Temporary Visas 

  • 408 COVID-19 Visa: Removed the requirement for applicants for the Subclass  408 Temporary Activity visa to demonstrate their attempts to depart Australia if they intend to undertake agricultural work.
  • Student visa: Student visa holders to work more than 40 hours per fortnight, as  long as they are employed in the tourism or hospitality sectors. Further information on student work rights relaxation is available here
  • Pacific labour mobility: Pacific workers already in Australia under the Seasonal  Worker Programme and Pacific Labour Scheme had their visas extended for  12 months in April 2020 to enable continued availability of workers in regional  Australia during the COVID-19 pandemic. These arrangements are confirmed  to continue until April 2022. 

Supporting migrant and refugee women 

  • Funding is being provided to improve migrant and refugee women’s safety and  increase capacity for early intervention, grass-roots and social and economic inclusion support. 
  • A pilot program to support temporary visa holders experiencing family violence  to explore visa options that are not reliant on their partner. 

Adult Migrant English Program  

  • The Government will introduce a new delivery model for the Adult Migrant English Program from 1 July 2023 to improve English language, employment  and social cohesion outcomes for migrants by linking provider payments to  student outcomes.  
  • The cap of 510 hours will be removed and migrants will be able to study until they have reached the level of ‘vocational' English.

Trades Recognition Australia  

  • TRA's activities will become demand driven and fees will be structured to ensure that they are aligned with the Australian Government  Charging Framework and Cost Recovery Guidelines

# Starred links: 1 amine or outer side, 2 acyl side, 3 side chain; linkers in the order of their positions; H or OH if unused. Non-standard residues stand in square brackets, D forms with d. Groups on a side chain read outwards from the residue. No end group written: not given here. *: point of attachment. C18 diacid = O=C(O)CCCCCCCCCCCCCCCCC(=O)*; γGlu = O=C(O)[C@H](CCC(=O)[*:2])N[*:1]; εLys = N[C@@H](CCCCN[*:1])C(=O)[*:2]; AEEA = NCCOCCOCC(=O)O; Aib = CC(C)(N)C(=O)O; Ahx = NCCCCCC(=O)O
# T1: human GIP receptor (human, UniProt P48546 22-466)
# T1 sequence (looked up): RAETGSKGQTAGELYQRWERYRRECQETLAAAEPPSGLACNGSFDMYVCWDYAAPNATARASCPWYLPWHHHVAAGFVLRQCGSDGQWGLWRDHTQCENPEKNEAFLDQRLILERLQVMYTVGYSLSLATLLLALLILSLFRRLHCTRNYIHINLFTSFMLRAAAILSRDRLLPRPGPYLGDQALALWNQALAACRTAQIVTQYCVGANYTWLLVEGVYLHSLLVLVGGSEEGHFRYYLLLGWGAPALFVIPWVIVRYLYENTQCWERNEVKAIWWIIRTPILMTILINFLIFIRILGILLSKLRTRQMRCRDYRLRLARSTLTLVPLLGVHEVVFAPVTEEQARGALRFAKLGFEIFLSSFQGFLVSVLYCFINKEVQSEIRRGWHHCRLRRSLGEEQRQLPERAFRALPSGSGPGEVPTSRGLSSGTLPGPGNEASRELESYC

• Cost recovery-based fees commence 1 September 2021. THis means that skills assessment from TRA is expected to cost a lot more going forward.

Welfare payments  

  • A consistent four-year Newly Arrived Resident's Waiting Period will be applied across most welfare payments for those granted PR from 1 January 2022. For comparison, here are the current waiting periods to access welfare payments for migrants:
  • Family tax benefit B: Immediate
  • Family tax benefit A: One Year
  • Carers allowance: One Year  
  • Paid parental leave: Two years
  • Carers payment: Two years


In summary,

  • 2021 is set to be a repeat of 2020 when it comes to immigration. Borders will remain closed and travelling in and out of Australia will continue to cause a great deal of problems for immigrants as well as Australian citizens and PR holders.
  • Employer sponsored visas, Family visas and Global Talent Visas will be the focus even this year.
  • On shore applicants will have an advantage over off shore applicants for most visas.
  • Australian Immigration is expected to get back to normal by 2024-25.

So what do you think about this year's Budget updates? How will it affect you? Leave a comment below.

Atul Pandey

Atul has spent half his life migrating from one country to another. He moved from India to the US on a student visa to pursue his Master of Science from Penn State University. After spending a decade in the US, Atul migrated to Australia as a Permanent Resident. He is an entrepreneur and is the founder of Wisekangaroo.com. Atul is a Registered Migration Agent (MARN:2016128). Reach him via email: atul@wisekangaroo.com